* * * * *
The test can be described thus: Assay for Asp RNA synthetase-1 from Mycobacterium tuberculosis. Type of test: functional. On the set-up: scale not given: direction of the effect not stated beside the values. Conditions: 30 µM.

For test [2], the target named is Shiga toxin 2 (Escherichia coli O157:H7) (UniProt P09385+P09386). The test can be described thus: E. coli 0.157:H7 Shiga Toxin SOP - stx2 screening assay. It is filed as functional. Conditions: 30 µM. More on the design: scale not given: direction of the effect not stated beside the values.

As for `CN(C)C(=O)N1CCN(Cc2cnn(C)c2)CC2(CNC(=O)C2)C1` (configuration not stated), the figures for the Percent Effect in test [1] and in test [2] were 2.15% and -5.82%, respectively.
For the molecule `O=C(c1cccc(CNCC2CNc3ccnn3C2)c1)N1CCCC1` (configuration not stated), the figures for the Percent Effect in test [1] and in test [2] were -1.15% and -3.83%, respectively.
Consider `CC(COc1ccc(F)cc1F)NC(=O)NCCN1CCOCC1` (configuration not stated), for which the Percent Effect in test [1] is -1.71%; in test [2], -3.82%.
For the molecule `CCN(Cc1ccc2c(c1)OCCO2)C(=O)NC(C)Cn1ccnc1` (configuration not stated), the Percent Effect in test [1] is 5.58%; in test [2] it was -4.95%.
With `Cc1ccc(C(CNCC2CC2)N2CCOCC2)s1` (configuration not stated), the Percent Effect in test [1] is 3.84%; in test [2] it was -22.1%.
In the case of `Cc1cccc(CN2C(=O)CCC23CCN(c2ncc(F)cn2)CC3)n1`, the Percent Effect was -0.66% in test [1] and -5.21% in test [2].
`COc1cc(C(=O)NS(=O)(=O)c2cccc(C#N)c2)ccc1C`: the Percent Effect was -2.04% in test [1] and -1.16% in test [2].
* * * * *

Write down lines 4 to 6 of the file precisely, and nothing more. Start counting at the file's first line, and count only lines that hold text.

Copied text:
For the molecule `O=C(c1cccc(CNCC2CNc3ccnn3C2)c1)N1CCCC1` (configuration not stated), the figures for the Percent Effect in test [1] and in test [2] were -1.15% and -3.83%, respectively.
Consider `CC(COc1ccc(F)cc1F)NC(=O)NCCN1CCOCC1` (configuration not stated), for which the Percent Effect in test [1] is -1.71%; in test [2], -3.82%.
For the molecule `CCN(Cc1ccc2c(c1)OCCO2)C(=O)NC(C)Cn1ccnc1` (configuration not stated), the Percent Effect in test [1] is 5.58%; in test [2] it was -4.95%.